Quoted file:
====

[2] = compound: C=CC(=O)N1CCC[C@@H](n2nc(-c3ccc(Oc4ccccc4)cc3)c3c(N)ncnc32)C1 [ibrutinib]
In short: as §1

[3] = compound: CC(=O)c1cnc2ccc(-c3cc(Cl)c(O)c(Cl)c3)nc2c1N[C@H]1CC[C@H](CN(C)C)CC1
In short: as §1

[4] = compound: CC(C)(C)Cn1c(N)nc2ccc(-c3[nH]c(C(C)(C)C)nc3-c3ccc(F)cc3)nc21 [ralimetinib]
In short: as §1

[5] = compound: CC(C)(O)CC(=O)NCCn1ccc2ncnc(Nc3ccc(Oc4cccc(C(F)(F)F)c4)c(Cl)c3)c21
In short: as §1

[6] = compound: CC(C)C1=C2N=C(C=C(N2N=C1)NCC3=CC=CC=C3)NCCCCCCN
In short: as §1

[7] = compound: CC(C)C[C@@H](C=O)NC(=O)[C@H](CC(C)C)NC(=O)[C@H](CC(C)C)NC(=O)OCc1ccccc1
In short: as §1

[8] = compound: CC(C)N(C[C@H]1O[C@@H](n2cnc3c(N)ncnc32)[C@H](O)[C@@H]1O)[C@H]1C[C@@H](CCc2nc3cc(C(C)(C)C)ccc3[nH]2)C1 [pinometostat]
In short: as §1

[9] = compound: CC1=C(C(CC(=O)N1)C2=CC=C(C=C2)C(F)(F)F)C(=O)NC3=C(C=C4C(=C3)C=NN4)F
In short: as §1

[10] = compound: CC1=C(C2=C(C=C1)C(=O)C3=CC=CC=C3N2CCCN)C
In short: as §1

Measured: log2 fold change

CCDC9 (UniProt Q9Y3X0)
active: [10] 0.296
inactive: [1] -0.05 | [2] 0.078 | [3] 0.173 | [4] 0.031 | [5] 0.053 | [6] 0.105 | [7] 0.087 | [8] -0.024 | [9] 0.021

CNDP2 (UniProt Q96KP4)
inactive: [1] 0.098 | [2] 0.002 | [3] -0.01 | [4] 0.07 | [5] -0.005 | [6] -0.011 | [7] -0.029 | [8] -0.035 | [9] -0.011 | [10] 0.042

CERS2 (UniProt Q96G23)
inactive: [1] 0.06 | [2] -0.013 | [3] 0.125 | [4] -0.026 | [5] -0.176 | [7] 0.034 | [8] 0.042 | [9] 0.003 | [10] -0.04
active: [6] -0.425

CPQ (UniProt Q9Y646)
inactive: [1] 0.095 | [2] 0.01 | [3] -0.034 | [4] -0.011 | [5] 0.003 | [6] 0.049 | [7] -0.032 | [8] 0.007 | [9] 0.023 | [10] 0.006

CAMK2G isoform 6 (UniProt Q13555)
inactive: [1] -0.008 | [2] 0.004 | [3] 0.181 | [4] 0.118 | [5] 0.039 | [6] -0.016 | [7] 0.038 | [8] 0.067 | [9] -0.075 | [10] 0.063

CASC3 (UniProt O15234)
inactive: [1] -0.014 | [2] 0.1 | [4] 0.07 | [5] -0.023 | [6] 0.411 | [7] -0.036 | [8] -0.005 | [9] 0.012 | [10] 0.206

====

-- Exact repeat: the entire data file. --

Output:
[2] = compound: C=CC(=O)N1CCC[C@@H](n2nc(-c3ccc(Oc4ccccc4)cc3)c3c(N)ncnc32)C1 [ibrutinib]
In short: as §1

[3] = compound: CC(=O)c1cnc2ccc(-c3cc(Cl)c(O)c(Cl)c3)nc2c1N[C@H]1CC[C@H](CN(C)C)CC1
In short: as §1

[4] = compound: CC(C)(C)Cn1c(N)nc2ccc(-c3[nH]c(C(C)(C)C)nc3-c3ccc(F)cc3)nc21 [ralimetinib]
In short: as §1

[5] = compound: CC(C)(O)CC(=O)NCCn1ccc2ncnc(Nc3ccc(Oc4cccc(C(F)(F)F)c4)c(Cl)c3)c21
In short: as §1

[6] = compound: CC(C)C1=C2N=C(C=C(N2N=C1)NCC3=CC=CC=C3)NCCCCCCN
In short: as §1

[7] = compound: CC(C)C[C@@H](C=O)NC(=O)[C@H](CC(C)C)NC(=O)[C@H](CC(C)C)NC(=O)OCc1ccccc1
In short: as §1

[8] = compound: CC(C)N(C[C@H]1O[C@@H](n2cnc3c(N)ncnc32)[C@H](O)[C@@H]1O)[C@H]1C[C@@H](CCc2nc3cc(C(C)(C)C)ccc3[nH]2)C1 [pinometostat]
In short: as §1

[9] = compound: CC1=C(C(CC(=O)N1)C2=CC=C(C=C2)C(F)(F)F)C(=O)NC3=C(C=C4C(=C3)C=NN4)F
In short: as §1

[10] = compound: CC1=C(C2=C(C=C1)C(=O)C3=CC=CC=C3N2CCCN)C
In short: as §1

Measured: log2 fold change

CCDC9 (UniProt Q9Y3X0)
active: [10] 0.296
inactive: [1] -0.05 | [2] 0.078 | [3] 0.173 | [4] 0.031 | [5] 0.053 | [6] 0.105 | [7] 0.087 | [8] -0.024 | [9] 0.021

CNDP2 (UniProt Q96KP4)
inactive: [1] 0.098 | [2] 0.002 | [3] -0.01 | [4] 0.07 | [5] -0.005 | [6] -0.011 | [7] -0.029 | [8] -0.035 | [9] -0.011 | [10] 0.042

CERS2 (UniProt Q96G23)
inactive: [1] 0.06 | [2] -0.013 | [3] 0.125 | [4] -0.026 | [5] -0.176 | [7] 0.034 | [8] 0.042 | [9] 0.003 | [10] -0.04
active: [6] -0.425

CPQ (UniProt Q9Y646)
inactive: [1] 0.095 | [2] 0.01 | [3] -0.034 | [4] -0.011 | [5] 0.003 | [6] 0.049 | [7] -0.032 | [8] 0.007 | [9] 0.023 | [10] 0.006

CAMK2G isoform 6 (UniProt Q13555)
inactive: [1] -0.008 | [2] 0.004 | [3] 0.181 | [4] 0.118 | [5] 0.039 | [6] -0.016 | [7] 0.038 | [8] 0.067 | [9] -0.075 | [10] 0.063

CASC3 (UniProt O15234)
inactive: [1] -0.014 | [2] 0.1 | [4] 0.07 | [5] -0.023 | [6] 0.411 | [7] -0.036 | [8] -0.005 | [9] 0.012 | [10] 0.206